I’ve noted in the past a number of disturbing parallels within the American right-wing and the fascist movements of the 1930s, but it feels vindicating to finally have someone with a pedigree in sociology beyond a Bachelor’s degree confirm what I’ve said. According to retired sociologist Brian Fogarty, the author of Fascism: Why Not Here?, a number of tell-tale signs indicating the fascism of yesterday are in the United States of today — and that another terrorist attack is all it’ll take to push our country into full-blown Nazi Germany.
The White Male Ignoramus Vote
While speaking with Ed Brayton, author of the blog Dispatches from the Culture Wars, sociologist Brian Fogarty addressed the similarities between Donald Trump, the Republicans in general, Weimar Germany, and modern American.
Fascism, as both note, isn’t about politics directly. Fascism is about the movement; it’s not an outgrowth of a regime that’s already in place, but, rather, one that “arises from below.” One of the “hallmarks,” according to Fogarty, is the “discrediting” of the government:
That said, the first telltale sign is a discrediting of the government–not simply of the administration, but of the institutions of government itself. This is only exacerbated by bad government in the form of extreme partisanship, wastefulness, gridlock, and the like.
He also noted that the “decline of reason” is another hallmark, and, “[w]hen people are able to make irrational, self-contradictory, and clearly baseless claims and get away with them, we’re in trouble. Anything can be true and anything can be possible.”
The Planned Parenthood videos are an example of this, but they’re just one: global warming, evolutionary biology, microbiology, political theory, civics, economics, plate tectonics, chemistry, history, the social safety net, social security, theology, freedom — the whole of society, and our entire body of knowledge as a species, comes under fire by the Irrational Right Wing when it doesn’t fit within their paradigm of reality.
The last hallmark is “scapegoating,” something we’ve seen in spades lately:
And I think scapegoating on a large scale is a third warning. Although we always seem to have some real or imagined threat to keep us behaving ourselves–the Cold War, the War on Drugs, gangs and crime waves–sometimes one of these threats carries us away into flights of hysteria, and the Islamic Terrorist is today’s bogeyman.
According to Fogarty, “American exceptionalism” played a big role in this, as well, since it combines the nativism and xenophobia necessary for fascism to develop. He calls out the teleological national narrative that the United States is “destined” to lead all the nations, and that “destiny” justifies us bombing hospitals in other parts of the world:
The Germans had the same sense of exceptionalism, because they only achieved nationhood in 1871, by combining the dozens of German principalities and duchies into the nation we know as Germany under the Kaiser. They had a name for this sense: Sonderweg–the “special way”–and they thought it justified their belief that they should lead the community of nations.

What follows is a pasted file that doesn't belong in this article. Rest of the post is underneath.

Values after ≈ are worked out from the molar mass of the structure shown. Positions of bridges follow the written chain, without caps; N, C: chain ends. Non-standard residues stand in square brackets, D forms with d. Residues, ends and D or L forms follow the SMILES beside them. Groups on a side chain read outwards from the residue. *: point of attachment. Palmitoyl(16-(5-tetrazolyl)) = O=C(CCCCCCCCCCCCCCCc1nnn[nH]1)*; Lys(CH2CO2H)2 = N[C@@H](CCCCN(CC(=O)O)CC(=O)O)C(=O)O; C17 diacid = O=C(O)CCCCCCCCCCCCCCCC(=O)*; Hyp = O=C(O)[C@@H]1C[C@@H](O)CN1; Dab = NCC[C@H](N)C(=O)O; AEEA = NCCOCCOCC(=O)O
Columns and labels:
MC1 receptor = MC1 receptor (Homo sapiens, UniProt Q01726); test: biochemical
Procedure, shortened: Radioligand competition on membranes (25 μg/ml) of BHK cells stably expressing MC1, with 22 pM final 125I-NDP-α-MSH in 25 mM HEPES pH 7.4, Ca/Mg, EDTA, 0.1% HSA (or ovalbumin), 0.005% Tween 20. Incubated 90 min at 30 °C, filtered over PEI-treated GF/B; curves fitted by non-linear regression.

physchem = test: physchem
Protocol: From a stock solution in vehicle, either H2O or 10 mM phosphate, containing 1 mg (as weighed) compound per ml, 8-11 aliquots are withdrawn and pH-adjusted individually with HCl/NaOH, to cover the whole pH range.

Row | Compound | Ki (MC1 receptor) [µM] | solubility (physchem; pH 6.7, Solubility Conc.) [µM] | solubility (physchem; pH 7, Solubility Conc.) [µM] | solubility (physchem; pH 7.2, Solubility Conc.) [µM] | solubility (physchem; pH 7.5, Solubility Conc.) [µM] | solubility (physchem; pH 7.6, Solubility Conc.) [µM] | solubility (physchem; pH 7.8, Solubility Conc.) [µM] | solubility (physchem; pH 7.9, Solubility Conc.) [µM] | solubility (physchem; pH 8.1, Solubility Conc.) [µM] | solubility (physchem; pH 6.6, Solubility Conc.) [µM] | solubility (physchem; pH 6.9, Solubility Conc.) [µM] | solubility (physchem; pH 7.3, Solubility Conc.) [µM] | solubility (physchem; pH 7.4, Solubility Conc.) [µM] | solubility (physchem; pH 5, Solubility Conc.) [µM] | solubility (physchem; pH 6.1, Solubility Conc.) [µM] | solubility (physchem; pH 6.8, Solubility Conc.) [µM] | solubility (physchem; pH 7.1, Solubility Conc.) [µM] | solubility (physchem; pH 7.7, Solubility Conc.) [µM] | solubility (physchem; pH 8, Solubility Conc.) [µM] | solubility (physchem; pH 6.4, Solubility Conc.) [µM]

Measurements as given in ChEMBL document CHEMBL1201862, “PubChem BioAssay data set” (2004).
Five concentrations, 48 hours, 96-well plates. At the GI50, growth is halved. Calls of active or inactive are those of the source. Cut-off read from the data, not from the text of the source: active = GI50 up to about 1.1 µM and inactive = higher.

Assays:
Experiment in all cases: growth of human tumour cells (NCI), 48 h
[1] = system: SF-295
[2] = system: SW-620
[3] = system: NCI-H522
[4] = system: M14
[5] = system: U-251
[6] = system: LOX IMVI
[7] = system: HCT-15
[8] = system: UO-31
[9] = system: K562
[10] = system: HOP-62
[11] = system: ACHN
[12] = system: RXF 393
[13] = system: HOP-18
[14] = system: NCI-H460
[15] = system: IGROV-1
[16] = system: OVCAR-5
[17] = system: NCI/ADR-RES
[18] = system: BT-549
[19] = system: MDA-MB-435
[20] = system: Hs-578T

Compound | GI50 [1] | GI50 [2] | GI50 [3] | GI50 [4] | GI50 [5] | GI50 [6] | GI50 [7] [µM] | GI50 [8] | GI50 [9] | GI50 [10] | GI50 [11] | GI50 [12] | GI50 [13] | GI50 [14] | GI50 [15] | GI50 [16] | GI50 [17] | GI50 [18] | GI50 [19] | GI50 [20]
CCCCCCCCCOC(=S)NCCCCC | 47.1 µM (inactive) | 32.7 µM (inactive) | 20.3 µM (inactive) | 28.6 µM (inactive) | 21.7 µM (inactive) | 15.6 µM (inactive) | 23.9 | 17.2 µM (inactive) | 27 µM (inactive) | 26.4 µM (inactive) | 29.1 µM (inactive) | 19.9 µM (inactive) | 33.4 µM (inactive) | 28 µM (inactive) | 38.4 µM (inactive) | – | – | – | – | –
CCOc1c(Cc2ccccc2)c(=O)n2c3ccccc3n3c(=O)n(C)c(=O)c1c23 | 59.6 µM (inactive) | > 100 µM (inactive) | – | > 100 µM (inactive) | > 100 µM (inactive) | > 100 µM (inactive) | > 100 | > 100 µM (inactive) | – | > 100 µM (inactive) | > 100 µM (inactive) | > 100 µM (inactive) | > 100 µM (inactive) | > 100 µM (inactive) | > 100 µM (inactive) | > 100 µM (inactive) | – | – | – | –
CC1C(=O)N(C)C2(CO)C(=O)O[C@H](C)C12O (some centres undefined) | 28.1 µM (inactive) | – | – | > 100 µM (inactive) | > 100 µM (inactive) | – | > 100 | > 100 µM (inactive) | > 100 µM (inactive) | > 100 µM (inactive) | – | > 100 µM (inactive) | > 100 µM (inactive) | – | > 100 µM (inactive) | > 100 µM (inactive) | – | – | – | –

This, combined with fear and violence, are what forms the underlying psychology for fascism to take root, according to Fogarty, but people “don’t turn their fear into violence by themselves.” Fogarty noted, “they need the pooled emotional resources of others” and “the promise of being part of something larger — something so important that one’s own interests or even one’s own life is less important than this goal . . . is what makes it possible.” That is “what makes people abandon all reason and leap into violence or oppression.”
Fogarty also observed during the interview that the concept of the nation as a unifying identity is weakening, but that religion is just as much as a driving force as ever, but religion is just one form unifying identity:
I think religion is simply one form of group identity that can galvanize people into action. Such identity can come from race. It can be tribal membership. It can be gender or class. But religion is more powerful than the others because it comes with already-worked-out tenets of belief and rituals, which bind members together.
So what can be done? Well, our presidential system is an “equilibrium-seeking” one that balances out the extremes, and that our diversity is a strength against the monoculture fascists. Ultimately, however, it’s up to the Republicans to handle the monster they created. They still have a chance to correct the course, but whether they can, depends on “if the Republicans have enough real statesmen” to throw Trump into the dumpster — along with a third of their party:
Of course, this will leave an embittered 1/3 of their party out in the cold to threaten everybody’s re-election in the midterm. But I think it’s possible for the party to change its tone and actually recapture the white male ignoramus vote by 2018 if they work at it.
The interview doesn’t end on a positive note. Fogarty closes by saying that we are more than likely one terrorist attack away from being flung off the edge — and that there will be more homegrown terrorists in the future.
Feature image IYON Original